My running diary part 2
Words and images: Jack Jerram
I had been inspired by an animated Anime TV (Japanese Animation) show to start running during the first Lockdown. After improving upon my initial time of 26 minutes and 43 seconds, to 16 minutes and 21 seconds covering the same route over 6 months, I was ready for a new challenge!
January 2020 and a second, more deadly wave of the Coronavirus hit the UK. Positive cases were escalating and the chance of starting university lectures in person seemed as remote as Boris Johnson combing his hair! With time on my hands, I rewatched Run with the Wind and the team effort of the characters running their 12-mile sections of a marathon. Inspired, I decided that training for my own marathon would see me through the next period of isolation and dark nights.
Originally, the marathon began in Ancient Greece, the Athenians learned that the Persians had landed at the city of Marathon, a messenger called Pheidippides ran to Sparta to request help. On delivering his message, after a 26-mile run at speed, it is said that Pheidippides dropped down dead! The distance between Sparta and Marathon gave the Olympic event its name. I certainly had no intention of dying in the attempt of my next running challenge so I started googling marathon preparation.
During my research, I came across the Conqueror Virtual Challenges; 18 distances that contestants can run, swim or cycle independently or, with a friend. The shortest distance on offer is the distance of the English Channel at 21 miles long and the longest is Route 66 - at an insane 2,280 miles!
As a Japanese TV programme had piqued my interest in marathon running in the first place, I chose Mount Fuji - a distance of 46 miles and registered online, paying £40. I decided to rope in my friend Dec and between us we would clock up the miles.
As we progressed through the distance of our virtual challenge, we received online postcards from actual landmarks of the journey at 20%, 40%, 60% and 80% completion. One such landmark was the Narusawa Ice Cave, these online post cards added interest, motivation and a sense of scale that just couldn’t be found running by yourself. I might not have actually been there, but the immersion this challenge generated gave running a tangible goal. Get to the next checkpoint.
It took 60 days to complete our journey up Mount Fuji and in an act of support, another friend joined us, by bike, on our last 3 miles. Shortly afterwards, a gold medal arrived by post along with a commemorative t-shirt and I was hooked (again)!
I decided to sign up individually for Hadrian’s Wall - a distance of 90 miles - and train at the same time for a real marathon now that Boris had announced 'Freedom Day'. A professional marathon must be run in one go so I realised that I needed a greater injection of stamina! Mum knew a personal trainer, Rebecca Thomas, and put me in touch.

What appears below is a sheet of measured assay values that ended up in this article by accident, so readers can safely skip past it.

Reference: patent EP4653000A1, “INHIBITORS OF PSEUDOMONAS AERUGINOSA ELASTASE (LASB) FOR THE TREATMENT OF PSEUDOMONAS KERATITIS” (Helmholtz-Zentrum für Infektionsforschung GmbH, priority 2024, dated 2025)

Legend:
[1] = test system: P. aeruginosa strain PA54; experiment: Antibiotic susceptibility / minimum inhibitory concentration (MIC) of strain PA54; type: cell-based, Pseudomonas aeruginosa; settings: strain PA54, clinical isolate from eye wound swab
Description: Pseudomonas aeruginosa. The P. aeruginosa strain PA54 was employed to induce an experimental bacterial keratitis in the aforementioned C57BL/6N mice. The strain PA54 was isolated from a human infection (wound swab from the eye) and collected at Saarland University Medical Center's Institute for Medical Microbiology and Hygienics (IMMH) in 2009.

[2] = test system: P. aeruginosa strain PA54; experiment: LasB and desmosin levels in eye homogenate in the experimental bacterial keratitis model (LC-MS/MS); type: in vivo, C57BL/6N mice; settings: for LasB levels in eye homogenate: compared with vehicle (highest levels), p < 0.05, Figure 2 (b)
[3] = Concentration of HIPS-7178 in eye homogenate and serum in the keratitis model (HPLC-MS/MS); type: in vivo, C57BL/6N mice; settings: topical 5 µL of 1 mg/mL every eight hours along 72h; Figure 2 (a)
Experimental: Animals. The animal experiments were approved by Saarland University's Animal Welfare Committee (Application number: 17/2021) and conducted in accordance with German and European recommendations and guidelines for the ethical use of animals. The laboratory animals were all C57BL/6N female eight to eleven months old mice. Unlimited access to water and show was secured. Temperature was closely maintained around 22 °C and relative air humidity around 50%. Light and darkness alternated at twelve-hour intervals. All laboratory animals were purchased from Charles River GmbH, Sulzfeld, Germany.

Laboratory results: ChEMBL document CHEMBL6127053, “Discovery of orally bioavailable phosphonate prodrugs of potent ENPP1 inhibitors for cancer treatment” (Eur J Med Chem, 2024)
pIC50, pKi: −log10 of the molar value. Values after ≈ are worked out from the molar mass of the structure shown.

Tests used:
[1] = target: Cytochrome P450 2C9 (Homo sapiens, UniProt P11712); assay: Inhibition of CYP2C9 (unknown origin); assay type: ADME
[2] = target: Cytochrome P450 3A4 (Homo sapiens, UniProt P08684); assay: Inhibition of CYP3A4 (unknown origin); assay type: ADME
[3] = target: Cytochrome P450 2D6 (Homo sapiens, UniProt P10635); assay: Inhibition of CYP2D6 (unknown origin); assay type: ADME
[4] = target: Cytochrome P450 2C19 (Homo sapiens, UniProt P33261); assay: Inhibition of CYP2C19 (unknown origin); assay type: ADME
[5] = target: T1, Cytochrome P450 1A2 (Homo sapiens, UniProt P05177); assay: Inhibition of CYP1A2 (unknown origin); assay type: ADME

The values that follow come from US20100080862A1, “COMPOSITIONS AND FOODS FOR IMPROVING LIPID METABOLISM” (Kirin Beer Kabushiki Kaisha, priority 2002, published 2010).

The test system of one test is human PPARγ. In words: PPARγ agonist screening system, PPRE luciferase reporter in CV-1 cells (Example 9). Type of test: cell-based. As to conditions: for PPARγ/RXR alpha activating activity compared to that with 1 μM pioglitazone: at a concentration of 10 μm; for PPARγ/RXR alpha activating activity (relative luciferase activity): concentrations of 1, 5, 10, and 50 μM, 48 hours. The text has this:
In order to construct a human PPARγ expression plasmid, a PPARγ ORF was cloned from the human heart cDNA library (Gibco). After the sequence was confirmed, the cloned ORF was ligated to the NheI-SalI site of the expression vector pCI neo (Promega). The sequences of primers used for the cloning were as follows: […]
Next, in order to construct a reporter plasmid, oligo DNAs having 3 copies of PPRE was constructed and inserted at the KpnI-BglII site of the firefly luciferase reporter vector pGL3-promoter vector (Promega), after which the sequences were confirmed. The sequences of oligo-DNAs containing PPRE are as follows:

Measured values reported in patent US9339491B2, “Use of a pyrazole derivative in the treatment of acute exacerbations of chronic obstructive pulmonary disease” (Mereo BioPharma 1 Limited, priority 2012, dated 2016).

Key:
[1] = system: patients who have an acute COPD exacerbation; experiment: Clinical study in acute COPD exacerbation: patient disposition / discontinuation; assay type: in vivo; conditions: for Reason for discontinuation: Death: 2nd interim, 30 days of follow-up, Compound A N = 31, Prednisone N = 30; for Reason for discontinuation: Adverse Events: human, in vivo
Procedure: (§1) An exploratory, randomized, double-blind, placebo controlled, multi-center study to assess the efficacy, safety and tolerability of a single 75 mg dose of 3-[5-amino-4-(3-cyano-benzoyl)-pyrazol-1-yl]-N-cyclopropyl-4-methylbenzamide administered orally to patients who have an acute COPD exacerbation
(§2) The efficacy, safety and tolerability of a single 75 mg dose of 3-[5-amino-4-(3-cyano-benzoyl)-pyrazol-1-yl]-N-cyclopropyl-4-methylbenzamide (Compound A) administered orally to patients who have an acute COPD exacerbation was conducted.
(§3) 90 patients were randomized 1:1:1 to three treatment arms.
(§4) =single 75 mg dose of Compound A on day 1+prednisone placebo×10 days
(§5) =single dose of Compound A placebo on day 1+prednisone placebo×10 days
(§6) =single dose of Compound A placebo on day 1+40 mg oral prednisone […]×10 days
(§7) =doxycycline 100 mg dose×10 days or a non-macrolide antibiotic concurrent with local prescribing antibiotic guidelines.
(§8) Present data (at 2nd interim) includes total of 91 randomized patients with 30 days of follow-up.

Rebecca met me on the running track at Queen’s Park, one hot afternoon in May and put me through my paces. A baseline assessment was made and from there a training plan was devised. I continued to meet her once a week throughout the summer – sometimes on the track and sometimes in her converted garage in Walton, furnished with a variety of the latest exercise equipment.
Each week, Rebecca emailed me exercises to raise my fitness levels and I invested in my own additional equipment: a 10kg weight and skipping rope. It took some practise and a few choice words to master the skipping – something I had only attempted once a year on Sports Day as a kid, but within a few days, I was skipping like Rocky Balboa!
Rebecca kept me focused; it felt like a joint effort and doubled my motivation. I now had a marathon booked, the 5K Run Alton Towers, and was clocking up miles on my Hadrian’s Wall Challenge.
By September, I’d begun my second year at university and finally got to meet some of the other students on my course! I made the university badminton team, which I felt was a direct result of my increased fitness – friends I had played of equal ability the year before, I was beating decisively.
I was now a long way off the unfit, sluggish, fast-food lover I had been when Lockdown began. Don’t get me wrong, I still love a good takeaway now and then but I regulate it with a regular fitness regime and the mental health benefits are long lasting including improved sleep and mood.
As this article goes to press, I will have completed both a virtual and actual marathon. A goal I never thought I could accomplish, all starting with a simple animated film which asked, “what does it feel like to run with the wind? I think if I keep running and one day I’ll find an answer.” From that moment I wanted to know that feeling too.
Read my next article for a planned route to re-kindle your love of running or kick-start it. If you mention S40/S41 Local and this article to Rebecca Thomas of Thomas Personal Coaching, she will give you a free initial consultation – I highly recommend it.